Be As One is now in print!
Beginning this month, I will be writing a monthly column for the Catholic Free Press, the official newspaper of the Diocese of Worcester, Massachusetts (previously I had written columns in the Catholic Free Press for the Commission for Women of the Diocese of Worcester). The column is called “Be as One,” after this blog.
My first column appeared today in the paper:
Regular readers of this blog have seen this theme before; it is central to this blog. Here is the actual column:
Important lessons a kayak taught me
How could satisfying a husband’s request for a kayak end up teaching me one of the most important lessons of my life?
Back in 2007, my husband Rich suggested we get a kayak. In exploring our central Massachusetts town, we discovered that it and surrounding towns were peppered with lakes, ponds and streams. We both loved the water so it made sense. Having done test runs in both canoes and kayaks, I knew the minute I sat in the kayak that it was the right fit. It put me closest to the water where I could run my hand through it and dip my toes.
At first I resisted the idea of purchasing one because money was tight but Rich wore me down. He drove four hours to New Hampshire with our daughter to get the best price and returned with a beautiful, slightly used green tandem kayak. The boat landing was right down the street and so we set sail. Right away I knew this new hobby was going to have a positive effect on our lives.
Rich and I have enjoyed a happy, lifelong relationship. We dated in high school and married just out of college. We share the same values about life, particularly when it comes to our faith, but when it came doing things together, we came up short. The kayak solved that problem. Right away we noticed the harmony between us whenever we went out in the boat. Rather than compete with each other (which we always did), we worked in partnership. Leisurely trips included appreciating the natural landscape on the quieter ponds and looking over all the beautiful waterfront properties on the larger lakes. We’d pick out houses and imagine them as our dream homes. The harmony we experienced in the kayak began to be manifested in our everyday lives; we had finally learned how to work as a team.
I enjoyed kayaking so much that I began to daydream about it. Sitting as close to the water as I could without being in it … warm sunshine on my face … surrounded by lush, sweet-smelling greenery … dragging my hands lazily through the warm, clear water … splashing the water on my hot feet … drifting downstream, letting the current carry me … taking time just to be …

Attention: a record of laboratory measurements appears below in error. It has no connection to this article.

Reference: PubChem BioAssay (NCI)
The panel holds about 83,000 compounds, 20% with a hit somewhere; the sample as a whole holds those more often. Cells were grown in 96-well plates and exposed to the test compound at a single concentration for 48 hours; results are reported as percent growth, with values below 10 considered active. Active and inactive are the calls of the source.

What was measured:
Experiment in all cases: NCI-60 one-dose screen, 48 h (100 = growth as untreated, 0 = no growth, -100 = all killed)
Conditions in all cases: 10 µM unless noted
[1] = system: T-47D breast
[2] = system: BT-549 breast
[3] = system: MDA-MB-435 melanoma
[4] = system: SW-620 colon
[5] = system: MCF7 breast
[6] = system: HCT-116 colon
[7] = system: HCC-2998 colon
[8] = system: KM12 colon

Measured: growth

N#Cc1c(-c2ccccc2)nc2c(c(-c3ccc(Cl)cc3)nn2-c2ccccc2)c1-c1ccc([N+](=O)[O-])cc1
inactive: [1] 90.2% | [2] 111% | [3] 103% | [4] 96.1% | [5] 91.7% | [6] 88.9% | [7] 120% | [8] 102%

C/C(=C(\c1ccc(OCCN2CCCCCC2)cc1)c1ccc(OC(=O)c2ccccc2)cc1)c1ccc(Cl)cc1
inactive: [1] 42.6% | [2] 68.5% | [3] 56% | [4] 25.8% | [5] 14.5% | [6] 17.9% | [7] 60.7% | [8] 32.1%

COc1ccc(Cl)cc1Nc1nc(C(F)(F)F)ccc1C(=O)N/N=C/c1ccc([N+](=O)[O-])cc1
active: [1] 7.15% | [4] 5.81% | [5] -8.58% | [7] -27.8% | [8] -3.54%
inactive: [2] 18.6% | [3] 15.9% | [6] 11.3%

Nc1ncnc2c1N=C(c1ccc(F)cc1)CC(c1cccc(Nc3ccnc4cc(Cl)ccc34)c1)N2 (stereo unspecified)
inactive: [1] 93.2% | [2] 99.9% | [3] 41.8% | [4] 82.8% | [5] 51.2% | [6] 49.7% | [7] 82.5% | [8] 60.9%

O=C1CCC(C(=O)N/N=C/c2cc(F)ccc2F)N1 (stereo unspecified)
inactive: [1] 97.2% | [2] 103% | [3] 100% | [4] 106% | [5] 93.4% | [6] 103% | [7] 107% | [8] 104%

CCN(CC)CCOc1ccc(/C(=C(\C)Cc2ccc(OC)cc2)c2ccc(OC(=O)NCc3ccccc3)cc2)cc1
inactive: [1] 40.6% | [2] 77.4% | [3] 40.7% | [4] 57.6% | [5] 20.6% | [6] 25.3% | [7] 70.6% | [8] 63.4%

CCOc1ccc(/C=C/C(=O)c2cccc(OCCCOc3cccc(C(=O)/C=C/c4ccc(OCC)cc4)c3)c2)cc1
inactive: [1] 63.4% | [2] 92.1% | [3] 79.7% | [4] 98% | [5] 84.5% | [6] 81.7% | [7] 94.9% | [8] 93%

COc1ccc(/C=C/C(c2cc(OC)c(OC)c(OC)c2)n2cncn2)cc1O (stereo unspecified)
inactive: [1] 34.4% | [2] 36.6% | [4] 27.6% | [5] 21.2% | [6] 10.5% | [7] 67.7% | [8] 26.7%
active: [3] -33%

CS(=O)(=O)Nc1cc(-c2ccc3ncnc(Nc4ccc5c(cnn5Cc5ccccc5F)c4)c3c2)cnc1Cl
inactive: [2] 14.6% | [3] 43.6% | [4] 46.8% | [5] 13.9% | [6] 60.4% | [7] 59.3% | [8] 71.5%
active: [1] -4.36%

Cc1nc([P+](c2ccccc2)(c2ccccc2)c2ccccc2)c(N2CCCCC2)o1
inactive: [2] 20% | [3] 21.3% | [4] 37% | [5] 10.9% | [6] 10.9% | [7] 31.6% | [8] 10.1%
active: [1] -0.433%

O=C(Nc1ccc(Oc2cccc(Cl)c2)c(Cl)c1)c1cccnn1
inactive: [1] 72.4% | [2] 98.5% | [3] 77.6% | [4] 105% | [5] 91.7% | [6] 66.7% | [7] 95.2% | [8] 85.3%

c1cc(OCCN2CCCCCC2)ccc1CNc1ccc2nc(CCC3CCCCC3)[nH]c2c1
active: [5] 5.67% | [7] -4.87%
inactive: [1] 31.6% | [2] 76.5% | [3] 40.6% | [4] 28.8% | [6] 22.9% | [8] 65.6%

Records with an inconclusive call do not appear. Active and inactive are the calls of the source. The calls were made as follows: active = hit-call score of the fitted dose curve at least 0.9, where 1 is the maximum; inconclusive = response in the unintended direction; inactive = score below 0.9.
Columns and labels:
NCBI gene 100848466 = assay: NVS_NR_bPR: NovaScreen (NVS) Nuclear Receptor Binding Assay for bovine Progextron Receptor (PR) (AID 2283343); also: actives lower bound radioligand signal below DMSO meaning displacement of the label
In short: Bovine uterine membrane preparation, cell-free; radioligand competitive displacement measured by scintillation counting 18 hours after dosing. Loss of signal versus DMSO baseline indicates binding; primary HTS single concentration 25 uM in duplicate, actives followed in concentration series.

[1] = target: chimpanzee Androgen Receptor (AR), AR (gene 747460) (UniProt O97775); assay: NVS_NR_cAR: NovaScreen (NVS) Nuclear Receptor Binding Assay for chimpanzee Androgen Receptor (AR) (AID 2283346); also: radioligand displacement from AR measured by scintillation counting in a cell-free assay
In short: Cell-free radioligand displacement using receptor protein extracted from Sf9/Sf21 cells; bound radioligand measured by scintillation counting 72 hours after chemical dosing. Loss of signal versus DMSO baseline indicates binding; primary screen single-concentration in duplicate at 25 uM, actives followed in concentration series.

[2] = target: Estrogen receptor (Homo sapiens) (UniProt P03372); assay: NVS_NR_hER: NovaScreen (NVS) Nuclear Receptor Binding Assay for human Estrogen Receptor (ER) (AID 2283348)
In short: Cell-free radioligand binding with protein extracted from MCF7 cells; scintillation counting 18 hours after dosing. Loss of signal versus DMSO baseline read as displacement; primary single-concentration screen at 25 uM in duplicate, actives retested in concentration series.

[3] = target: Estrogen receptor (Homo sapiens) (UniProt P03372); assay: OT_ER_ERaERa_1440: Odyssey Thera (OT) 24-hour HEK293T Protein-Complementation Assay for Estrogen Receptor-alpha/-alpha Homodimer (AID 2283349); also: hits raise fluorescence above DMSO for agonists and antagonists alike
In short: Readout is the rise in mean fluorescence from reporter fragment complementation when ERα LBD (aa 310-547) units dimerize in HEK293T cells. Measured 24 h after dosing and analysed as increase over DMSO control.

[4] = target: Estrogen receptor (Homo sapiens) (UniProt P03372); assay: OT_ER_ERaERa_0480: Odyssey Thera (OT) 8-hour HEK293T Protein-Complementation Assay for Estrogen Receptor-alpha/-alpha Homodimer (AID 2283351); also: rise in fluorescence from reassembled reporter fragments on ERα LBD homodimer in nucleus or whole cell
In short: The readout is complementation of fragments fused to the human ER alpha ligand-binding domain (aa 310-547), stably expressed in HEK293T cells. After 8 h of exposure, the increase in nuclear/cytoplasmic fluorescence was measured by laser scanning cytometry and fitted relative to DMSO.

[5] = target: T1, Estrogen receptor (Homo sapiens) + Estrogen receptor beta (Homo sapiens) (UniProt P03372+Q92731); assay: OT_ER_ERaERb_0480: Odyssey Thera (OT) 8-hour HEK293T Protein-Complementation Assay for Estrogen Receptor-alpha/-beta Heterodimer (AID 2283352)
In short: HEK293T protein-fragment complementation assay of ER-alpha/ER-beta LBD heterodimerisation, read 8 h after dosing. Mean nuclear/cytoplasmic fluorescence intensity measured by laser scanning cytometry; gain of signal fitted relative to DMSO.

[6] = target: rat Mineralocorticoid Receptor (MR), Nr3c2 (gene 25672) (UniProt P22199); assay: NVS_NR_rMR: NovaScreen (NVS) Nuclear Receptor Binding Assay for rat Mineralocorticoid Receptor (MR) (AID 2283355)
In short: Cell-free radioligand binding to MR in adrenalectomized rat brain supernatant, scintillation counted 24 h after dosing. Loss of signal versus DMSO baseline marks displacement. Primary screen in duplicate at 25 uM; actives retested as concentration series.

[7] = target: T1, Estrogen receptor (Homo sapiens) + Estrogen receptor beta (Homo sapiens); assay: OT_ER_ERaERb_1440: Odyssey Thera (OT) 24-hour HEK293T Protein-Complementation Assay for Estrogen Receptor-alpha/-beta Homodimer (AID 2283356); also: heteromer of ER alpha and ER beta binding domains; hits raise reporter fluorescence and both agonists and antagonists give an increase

I realized that the peace and harmony I experienced in the kayak with Rich, the delight in being carried downstream surrounded by water and greenery was a metaphor for a lifestyle, one I could have if I allowed God to be that current that carried me. Bit by bit I started letting go, releasing all the anxieties that used to wake me up at four in the morning in a cold sweat. I had worried most about our finances and now those worries were slowly floating away downstream.
I no longer wake up at 4 am in a cold sweat.
I realized that my whole life could be that single flow, directed by God’s current. All the different roles I take on: wife of a deacon, mother to two grown children, daughter, friend, marketing assistant, writer, musician, church volunteer, nature lover, lifelong student, a woman of faith–all of these roles, passions and interests could merge together into that one flow rather than exist as compartments with no relation to one other.
The Trinity is the perfect example of that wholeness: three separate persons in a continuous circle of unending love. Jesus was one with the Father and the Spirit and prayed that his followers could also be one. We are called to be in union with each other and we are also called be unified within ourselves. The flow of the water taught me that living my life in fragments that had no relation to one other was unhealthy. Following the example of the Trinity is the way. All I have to do is let myself float down God’s river of grace.
That’s what I’m learning to do now. I’m still at the beginning point of the journey. Knowledge however, is half the battle.
Susan lives in North Grafton and calls St. Luke the Evangelist Parish in Westboro her home. She blogs regularly at www.beasone.org
I am grateful to the editor, Margaret Russell, for giving me this opportunity and I am pleased to be a small part of the excellent staff of the Catholic Free Press. Follow them on Twitter at @cfpnews.